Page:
sealing flat perspex windows, temp repair

ShipsWoofy

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I need new windows on the saloon, two of them have cracks. The aft windows should be fine but need to come off and be re-bedded.

The front windows all have leaks now, bad goo used when fitting originally. I doubt I can take them off and seal them without losing a few screws and causing some of the cracks to become fractures. As I intend to replace them as soon as finance allows (big windows) I would rather bodge a repair to survive at least our cruise this year.

I have tried silicon seal around the edge, keeping it is neat as possible, but this has had mixed results from nearly to "is that drip worse than before?"

Any repair should be easy to remove, I don't want to double the work when it comes to fitting the new ones. Should I be concentrating on the screw holes, i.e. put a blob of mastic over each screw, will this come off afterwards?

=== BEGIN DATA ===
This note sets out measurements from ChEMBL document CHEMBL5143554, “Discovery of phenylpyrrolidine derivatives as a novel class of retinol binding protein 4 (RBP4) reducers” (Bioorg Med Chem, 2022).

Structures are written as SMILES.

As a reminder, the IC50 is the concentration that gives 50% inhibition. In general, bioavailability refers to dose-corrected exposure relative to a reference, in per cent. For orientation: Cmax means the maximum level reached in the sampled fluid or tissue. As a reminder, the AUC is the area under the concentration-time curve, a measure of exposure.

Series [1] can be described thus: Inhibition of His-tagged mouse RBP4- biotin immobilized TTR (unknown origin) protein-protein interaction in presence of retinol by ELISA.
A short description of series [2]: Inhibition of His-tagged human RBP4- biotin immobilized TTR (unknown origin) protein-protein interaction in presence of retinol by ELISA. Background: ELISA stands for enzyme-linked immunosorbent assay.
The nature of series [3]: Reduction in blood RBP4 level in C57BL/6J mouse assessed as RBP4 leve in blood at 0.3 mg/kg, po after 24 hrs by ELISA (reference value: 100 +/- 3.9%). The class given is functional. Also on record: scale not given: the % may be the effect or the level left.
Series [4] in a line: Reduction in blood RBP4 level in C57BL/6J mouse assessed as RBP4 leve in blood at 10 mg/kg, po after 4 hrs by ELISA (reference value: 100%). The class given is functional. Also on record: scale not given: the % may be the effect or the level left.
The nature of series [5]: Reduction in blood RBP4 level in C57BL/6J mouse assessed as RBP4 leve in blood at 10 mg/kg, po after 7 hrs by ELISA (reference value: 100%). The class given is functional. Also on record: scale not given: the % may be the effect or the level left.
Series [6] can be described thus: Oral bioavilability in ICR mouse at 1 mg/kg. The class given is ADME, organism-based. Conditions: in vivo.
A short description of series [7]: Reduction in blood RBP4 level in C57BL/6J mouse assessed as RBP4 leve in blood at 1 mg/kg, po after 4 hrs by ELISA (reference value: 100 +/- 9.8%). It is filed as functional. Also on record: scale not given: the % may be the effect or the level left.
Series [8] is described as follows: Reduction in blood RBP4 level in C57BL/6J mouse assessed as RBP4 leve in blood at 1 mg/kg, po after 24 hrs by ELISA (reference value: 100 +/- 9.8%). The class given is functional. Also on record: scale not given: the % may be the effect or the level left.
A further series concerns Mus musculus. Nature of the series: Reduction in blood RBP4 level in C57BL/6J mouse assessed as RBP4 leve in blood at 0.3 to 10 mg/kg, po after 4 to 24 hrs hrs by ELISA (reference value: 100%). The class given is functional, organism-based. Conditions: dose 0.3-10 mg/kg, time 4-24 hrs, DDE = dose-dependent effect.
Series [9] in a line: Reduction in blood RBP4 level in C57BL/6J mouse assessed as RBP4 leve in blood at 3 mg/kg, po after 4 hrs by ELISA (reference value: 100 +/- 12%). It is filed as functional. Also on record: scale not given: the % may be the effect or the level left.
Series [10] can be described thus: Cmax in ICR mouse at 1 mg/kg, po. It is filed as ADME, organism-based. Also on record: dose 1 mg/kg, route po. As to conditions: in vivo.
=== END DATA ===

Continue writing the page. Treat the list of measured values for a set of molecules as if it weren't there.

Question?

Someone here will have bodged a repair on a perspex window, (no frames), how did you do it? Looks are not too important.
 

Aja

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I did it successfully on my Jeanneau and it lasted till I sold the boat.....

....used 'Super Glue'. Nice and runny and wnt along the whole of the top edge of the window and down the sides a couple of times.

Warning dont do as I did and apply just before it rained..... super glue doesn't like rain.

Donald
 

vyv_cox

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I find that silicone varies enormously, some just falls off, others stick well and do the job. Try buying the stuff used to make fish tanks. As well as having no additives that will kill the fish (be green as well!) it seems to stick better than some of the others.

In your situation I would try backing off the screws a little and squirt some silicone beneath them before re-tightening. If you are sure the windows are perspex you might get away with a solvent based sealant, polyurethane has worked well for me. If there is any chance that they are polycarbonate don't let any solvent near them as it will lead to much worse cracking. Sika make a sealant specifically for polycarbonate to prevent this. I have never used it.
 

Twister_Ken

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Creeping Crack Cure?

2366.jpg